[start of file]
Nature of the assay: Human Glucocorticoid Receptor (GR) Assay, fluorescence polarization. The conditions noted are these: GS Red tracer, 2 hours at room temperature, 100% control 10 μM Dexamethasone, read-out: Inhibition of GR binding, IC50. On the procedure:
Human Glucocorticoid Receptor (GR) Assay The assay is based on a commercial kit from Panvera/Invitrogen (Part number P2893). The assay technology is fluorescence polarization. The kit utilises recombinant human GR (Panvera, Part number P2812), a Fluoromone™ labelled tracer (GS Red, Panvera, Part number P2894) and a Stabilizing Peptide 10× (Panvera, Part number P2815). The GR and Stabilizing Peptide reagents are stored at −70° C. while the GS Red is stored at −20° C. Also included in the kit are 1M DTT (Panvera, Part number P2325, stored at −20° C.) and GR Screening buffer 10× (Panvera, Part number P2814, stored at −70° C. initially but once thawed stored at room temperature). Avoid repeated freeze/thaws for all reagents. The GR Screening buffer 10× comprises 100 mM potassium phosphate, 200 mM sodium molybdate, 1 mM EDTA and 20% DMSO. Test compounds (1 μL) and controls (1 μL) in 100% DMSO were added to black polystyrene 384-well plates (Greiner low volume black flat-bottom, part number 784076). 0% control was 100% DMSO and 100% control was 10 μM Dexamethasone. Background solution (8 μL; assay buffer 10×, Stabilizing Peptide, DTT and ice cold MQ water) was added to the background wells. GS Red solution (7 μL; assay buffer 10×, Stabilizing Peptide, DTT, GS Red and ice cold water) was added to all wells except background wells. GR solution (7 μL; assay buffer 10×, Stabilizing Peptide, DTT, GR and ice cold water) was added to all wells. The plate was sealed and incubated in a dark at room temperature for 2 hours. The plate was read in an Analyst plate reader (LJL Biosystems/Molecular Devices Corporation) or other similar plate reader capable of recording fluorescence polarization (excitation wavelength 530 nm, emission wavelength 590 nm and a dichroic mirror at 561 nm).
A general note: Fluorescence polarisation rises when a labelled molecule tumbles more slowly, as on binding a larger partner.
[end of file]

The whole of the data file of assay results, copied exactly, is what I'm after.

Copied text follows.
Nature of the assay: Human Glucocorticoid Receptor (GR) Assay, fluorescence polarization. The conditions noted are these: GS Red tracer, 2 hours at room temperature, 100% control 10 μM Dexamethasone, read-out: Inhibition of GR binding, IC50. On the procedure:
Human Glucocorticoid Receptor (GR) Assay The assay is based on a commercial kit from Panvera/Invitrogen (Part number P2893). The assay technology is fluorescence polarization. The kit utilises recombinant human GR (Panvera, Part number P2812), a Fluoromone™ labelled tracer (GS Red, Panvera, Part number P2894) and a Stabilizing Peptide 10× (Panvera, Part number P2815). The GR and Stabilizing Peptide reagents are stored at −70° C. while the GS Red is stored at −20° C. Also included in the kit are 1M DTT (Panvera, Part number P2325, stored at −20° C.) and GR Screening buffer 10× (Panvera, Part number P2814, stored at −70° C. initially but once thawed stored at room temperature). Avoid repeated freeze/thaws for all reagents. The GR Screening buffer 10× comprises 100 mM potassium phosphate, 200 mM sodium molybdate, 1 mM EDTA and 20% DMSO. Test compounds (1 μL) and controls (1 μL) in 100% DMSO were added to black polystyrene 384-well plates (Greiner low volume black flat-bottom, part number 784076). 0% control was 100% DMSO and 100% control was 10 μM Dexamethasone. Background solution (8 μL; assay buffer 10×, Stabilizing Peptide, DTT and ice cold MQ water) was added to the background wells. GS Red solution (7 μL; assay buffer 10×, Stabilizing Peptide, DTT, GS Red and ice cold water) was added to all wells except background wells. GR solution (7 μL; assay buffer 10×, Stabilizing Peptide, DTT, GR and ice cold water) was added to all wells. The plate was sealed and incubated in a dark at room temperature for 2 hours. The plate was read in an Analyst plate reader (LJL Biosystems/Molecular Devices Corporation) or other similar plate reader capable of recording fluorescence polarization (excitation wavelength 530 nm, emission wavelength 590 nm and a dichroic mirror at 561 nm).
A general note: Fluorescence polarisation rises when a labelled molecule tumbles more slowly, as on binding a larger partner.